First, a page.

Editors in the Wider World: A Perspectives on History Conversation with Journal Editors
History journals first had to adapt to digitization, then to social media, and now to questions posed by open-access models. Along the way, they have been shaped as much by their editors as by these outside forces and developments, but the editors have had to adapt as well. At many journals, the editor’s job is no longer a straightforward set of tasks defined by management of text. Editors often must engage with a wider world and a more diverse set of communities. Digitization has led to demands for interactivity; social media has fed demands for conversation with authors; and open access has forced editors to balance accessibility with responsibility—and even to justify their own role in the publishing process.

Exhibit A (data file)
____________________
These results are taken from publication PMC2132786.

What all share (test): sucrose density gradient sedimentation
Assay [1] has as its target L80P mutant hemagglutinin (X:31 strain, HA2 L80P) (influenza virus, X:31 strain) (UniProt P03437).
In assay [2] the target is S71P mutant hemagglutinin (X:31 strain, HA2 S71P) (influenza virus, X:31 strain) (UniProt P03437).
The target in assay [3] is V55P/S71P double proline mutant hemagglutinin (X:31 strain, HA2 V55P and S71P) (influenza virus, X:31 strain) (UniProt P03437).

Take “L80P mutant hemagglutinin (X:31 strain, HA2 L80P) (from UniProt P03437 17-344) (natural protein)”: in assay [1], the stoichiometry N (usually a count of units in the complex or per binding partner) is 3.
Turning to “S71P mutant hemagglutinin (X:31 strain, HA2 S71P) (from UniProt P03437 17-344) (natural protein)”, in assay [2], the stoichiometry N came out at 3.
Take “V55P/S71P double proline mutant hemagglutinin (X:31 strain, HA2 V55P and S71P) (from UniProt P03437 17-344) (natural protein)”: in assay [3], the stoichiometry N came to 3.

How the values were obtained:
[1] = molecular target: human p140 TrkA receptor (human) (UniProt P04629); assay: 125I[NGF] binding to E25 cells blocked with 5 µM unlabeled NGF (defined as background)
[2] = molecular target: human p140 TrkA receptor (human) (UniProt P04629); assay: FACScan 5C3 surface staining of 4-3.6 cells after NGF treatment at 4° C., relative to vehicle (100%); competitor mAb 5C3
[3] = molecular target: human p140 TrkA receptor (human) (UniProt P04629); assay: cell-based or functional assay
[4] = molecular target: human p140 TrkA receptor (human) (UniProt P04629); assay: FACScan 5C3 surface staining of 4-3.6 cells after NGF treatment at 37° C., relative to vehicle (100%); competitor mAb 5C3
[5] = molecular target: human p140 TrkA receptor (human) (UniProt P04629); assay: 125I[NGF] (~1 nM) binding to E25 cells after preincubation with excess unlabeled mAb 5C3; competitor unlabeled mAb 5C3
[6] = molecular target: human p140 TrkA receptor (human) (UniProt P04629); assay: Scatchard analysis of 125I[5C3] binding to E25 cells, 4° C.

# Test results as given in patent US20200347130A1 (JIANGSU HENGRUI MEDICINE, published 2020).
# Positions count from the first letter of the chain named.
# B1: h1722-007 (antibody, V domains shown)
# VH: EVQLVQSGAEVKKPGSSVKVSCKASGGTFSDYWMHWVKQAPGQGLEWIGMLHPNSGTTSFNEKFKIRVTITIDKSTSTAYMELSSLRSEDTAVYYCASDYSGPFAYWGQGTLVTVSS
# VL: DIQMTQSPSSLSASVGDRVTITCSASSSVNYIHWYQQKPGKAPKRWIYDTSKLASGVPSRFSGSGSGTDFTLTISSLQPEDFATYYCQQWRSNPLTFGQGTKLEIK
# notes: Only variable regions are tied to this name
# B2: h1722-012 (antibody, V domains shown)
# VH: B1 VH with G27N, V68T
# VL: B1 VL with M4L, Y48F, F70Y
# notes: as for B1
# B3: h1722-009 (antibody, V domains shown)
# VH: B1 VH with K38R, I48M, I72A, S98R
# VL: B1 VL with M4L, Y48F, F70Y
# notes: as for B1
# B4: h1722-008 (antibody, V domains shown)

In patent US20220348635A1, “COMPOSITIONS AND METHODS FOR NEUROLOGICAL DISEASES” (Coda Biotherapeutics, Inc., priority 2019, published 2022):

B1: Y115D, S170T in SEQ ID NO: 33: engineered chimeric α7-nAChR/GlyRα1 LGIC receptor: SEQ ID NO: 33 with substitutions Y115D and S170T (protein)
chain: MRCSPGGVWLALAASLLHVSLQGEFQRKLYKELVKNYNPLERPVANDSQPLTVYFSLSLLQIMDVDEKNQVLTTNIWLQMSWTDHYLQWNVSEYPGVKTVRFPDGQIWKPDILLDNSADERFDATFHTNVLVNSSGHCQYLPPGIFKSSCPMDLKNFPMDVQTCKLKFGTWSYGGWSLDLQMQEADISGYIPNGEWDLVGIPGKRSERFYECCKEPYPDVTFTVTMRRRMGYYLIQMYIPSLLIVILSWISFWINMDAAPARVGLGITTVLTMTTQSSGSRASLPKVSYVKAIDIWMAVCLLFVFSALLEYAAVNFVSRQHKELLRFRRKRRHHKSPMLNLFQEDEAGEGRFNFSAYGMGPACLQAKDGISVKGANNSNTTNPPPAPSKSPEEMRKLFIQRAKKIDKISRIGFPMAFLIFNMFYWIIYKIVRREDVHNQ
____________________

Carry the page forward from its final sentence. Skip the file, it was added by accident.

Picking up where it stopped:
This conversation includes participants who have responded to change by expanding their role as editor and their journals’ places in the field. Ethan Kleinberg’s experience with History and Theory has led him to conclude that his journal should be a hub of a network of social media. Hong-Ming Liang has used the Middle Ground Journal to build bridges to the local community and to a global network. Swati Chattopadhyay envisions the Journal of the Society of Architectural Historians as providing a way for architectural historians to critically engage with the world. All have had to adapt as their journals find new ways to extend their roles as sites of disagreement, debate, and discussion.